TV actor Shama Sikander, best known for her role as Pooja from the TV show Yeh Meri Life Hai (2004), said in an interview in March that she was diagnosed with this illness four years ago. Her then boyfriend, who had studied psychology, had pointed out the symptoms and her first reaction was that of denial. “...At first my reaction was, ‘No, I am not going to a doctor. I am perfectly fine and there is nothing wrong with me’.
The stigma associated with any kind of mental illness makes people hide what they are going through and suffer in silence. Doing so can be quite dangerous in case of any mental illness, be it depression or bipolar disorder, because the condition only worsens with neglect. “Treatment keeps the disability at bay, making it possible to have a highly functional and good-quality life,” says Dr Bhagat. “But if you don’t seek help or stop medication, the intensity, duration and frequency will keep on increasing with each episode.”
The possibility of self harm looms large not just during a depressive phase where one could be battling suicidal thoughts, but even more so during a manic episode where delusions combined with high energy could cause the person afflicted to lose touch with reality – and in some cases be incited to violence.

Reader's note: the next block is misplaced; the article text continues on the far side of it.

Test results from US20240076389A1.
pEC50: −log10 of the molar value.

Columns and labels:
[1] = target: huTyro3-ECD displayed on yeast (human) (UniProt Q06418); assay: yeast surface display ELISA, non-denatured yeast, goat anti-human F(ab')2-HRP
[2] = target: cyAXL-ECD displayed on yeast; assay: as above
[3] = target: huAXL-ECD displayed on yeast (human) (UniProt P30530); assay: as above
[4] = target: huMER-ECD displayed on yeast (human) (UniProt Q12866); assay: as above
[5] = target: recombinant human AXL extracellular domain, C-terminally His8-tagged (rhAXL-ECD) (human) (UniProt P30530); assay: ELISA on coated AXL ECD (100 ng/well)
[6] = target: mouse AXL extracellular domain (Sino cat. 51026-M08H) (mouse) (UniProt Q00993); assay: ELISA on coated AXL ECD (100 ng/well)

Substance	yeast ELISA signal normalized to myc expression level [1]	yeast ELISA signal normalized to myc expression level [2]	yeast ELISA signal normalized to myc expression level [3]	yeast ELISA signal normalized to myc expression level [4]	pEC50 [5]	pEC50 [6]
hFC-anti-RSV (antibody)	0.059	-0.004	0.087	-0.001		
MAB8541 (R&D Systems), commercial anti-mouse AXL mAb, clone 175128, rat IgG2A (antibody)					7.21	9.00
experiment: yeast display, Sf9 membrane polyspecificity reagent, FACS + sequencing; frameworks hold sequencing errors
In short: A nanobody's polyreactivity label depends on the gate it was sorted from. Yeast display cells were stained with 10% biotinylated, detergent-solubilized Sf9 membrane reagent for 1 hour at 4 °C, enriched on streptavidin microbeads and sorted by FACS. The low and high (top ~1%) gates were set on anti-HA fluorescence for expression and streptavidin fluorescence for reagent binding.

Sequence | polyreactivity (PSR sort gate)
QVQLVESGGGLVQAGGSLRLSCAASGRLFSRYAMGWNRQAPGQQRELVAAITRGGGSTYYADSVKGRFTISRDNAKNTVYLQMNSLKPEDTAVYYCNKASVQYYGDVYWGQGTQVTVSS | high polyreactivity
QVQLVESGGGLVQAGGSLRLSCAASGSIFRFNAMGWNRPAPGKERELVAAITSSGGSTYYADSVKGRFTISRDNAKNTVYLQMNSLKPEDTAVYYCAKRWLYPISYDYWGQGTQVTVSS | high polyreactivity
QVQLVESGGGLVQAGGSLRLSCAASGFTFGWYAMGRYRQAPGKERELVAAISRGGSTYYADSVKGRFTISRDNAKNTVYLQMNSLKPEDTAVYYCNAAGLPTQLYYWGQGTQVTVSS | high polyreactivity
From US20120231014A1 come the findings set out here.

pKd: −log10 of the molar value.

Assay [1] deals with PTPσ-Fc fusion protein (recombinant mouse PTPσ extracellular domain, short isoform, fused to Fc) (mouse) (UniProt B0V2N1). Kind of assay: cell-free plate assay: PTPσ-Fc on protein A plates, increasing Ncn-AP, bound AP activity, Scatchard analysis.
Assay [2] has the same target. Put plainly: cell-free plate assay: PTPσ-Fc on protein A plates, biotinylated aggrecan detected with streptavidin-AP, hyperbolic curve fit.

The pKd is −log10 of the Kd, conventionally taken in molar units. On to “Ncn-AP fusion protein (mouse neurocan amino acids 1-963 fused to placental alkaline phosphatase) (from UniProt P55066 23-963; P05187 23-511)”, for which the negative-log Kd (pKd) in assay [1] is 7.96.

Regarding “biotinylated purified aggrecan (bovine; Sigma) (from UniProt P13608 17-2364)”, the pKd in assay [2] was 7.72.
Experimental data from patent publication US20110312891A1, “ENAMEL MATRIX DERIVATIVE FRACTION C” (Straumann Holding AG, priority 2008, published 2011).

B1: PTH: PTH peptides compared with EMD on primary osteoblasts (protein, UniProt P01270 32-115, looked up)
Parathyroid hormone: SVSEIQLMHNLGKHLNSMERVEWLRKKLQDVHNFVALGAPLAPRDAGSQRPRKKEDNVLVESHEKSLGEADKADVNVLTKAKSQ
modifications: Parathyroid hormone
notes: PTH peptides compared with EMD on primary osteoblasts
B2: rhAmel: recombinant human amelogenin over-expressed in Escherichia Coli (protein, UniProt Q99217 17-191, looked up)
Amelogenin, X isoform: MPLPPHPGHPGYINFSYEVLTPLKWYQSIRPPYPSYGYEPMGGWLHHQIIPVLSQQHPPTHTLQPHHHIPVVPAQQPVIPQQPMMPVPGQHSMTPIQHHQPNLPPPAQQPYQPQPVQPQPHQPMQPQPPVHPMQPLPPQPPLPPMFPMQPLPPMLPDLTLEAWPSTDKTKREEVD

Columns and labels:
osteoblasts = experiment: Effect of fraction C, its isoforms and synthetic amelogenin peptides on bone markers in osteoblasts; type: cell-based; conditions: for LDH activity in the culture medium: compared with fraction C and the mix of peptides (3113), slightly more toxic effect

Dr Mehta shares a case where he diagnosed a businessman with bipolar I disorder during a manic phase. “He lacked the insight to realise his condition and even his family did not press him to take medicines. A week later, his father came to me saying his son was in prison for having attacked someone with a hammer when provoked in the manic state.”
“I was lucky that my wife took up the challenge of managing my illness with medical intervention,” says Sahay, who went public with his illness in 2009 and has been fortunate to find considerate employers. “The day I suffered my first mental breakdown, she took me to a psychiatrist. My wife, my children ensure I take my medication. When I travel for work, my colleagues ensure I take my meds on time. All this has helped me manage my professional and personal life.”
THE ROAD AHEAD
Accepting an illness that will stay with you for life is hard enough without having to suffer the social shame attached to it. People living with bipolar disorder tend to hide their condition for the fear of being labeled mad or ruining their professional life. The word bipolar – a disorder that can drive people to suicide – is often used as a jibe or insult.
“We need a peer-support mechanism for those living with this condition,” says Dr Bhagat. “People living with this condition need to come together and share their experiences with each other.”
Celebrities in India may have started using their cultural clout to bring mental health issues into the public discourse, but a lot more needs to be done to make it less painful for people to accept and talk about their mental illnesses.
“Our society has never been very psychologically oriented,” says Dr Kashyap. “People tend to resort to religious shrines and godmen to seek cures. But things are gradually improving. People in big cities at least are becoming psychologically sophisticated.”